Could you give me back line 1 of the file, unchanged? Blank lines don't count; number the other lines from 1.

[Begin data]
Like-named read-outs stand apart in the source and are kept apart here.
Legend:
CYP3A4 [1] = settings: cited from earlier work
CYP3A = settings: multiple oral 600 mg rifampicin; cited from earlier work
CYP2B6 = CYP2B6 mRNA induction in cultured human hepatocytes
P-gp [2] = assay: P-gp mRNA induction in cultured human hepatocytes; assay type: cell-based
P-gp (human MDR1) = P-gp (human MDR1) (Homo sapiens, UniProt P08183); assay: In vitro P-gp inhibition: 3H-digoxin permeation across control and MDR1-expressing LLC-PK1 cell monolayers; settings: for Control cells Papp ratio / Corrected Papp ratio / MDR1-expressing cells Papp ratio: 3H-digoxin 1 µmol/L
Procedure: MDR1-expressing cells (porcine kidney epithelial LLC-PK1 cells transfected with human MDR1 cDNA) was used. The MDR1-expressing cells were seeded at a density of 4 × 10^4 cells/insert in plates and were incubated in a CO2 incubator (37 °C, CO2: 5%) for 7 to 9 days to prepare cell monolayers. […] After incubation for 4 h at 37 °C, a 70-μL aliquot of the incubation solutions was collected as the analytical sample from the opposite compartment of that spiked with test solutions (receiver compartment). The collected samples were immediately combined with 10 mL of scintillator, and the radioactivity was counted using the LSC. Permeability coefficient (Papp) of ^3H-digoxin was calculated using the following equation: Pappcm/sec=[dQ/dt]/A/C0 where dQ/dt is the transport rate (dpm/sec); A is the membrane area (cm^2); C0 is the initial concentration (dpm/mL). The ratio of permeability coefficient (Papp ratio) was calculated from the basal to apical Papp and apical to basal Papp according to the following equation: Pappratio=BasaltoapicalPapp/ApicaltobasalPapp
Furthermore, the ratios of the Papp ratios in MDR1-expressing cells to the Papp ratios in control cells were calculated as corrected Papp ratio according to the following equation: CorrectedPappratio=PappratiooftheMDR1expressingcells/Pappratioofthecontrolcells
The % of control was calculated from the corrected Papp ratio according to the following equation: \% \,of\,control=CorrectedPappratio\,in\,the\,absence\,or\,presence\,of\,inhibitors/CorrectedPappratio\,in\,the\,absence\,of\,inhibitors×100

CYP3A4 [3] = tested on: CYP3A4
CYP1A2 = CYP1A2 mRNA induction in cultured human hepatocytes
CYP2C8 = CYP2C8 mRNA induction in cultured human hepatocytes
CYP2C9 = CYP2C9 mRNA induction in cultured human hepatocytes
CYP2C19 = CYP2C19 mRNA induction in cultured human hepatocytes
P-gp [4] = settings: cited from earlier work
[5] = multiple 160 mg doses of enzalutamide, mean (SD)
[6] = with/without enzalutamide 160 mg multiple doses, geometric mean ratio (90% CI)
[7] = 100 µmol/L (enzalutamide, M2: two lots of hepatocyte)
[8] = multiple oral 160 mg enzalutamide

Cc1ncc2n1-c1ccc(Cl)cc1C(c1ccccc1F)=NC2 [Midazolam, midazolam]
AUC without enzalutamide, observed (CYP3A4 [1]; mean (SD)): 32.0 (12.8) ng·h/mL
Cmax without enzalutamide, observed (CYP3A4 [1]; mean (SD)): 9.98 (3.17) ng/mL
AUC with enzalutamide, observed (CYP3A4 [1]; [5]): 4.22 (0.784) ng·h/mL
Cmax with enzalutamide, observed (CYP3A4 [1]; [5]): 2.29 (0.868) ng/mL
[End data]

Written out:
Like-named read-outs stand apart in the source and are kept apart here.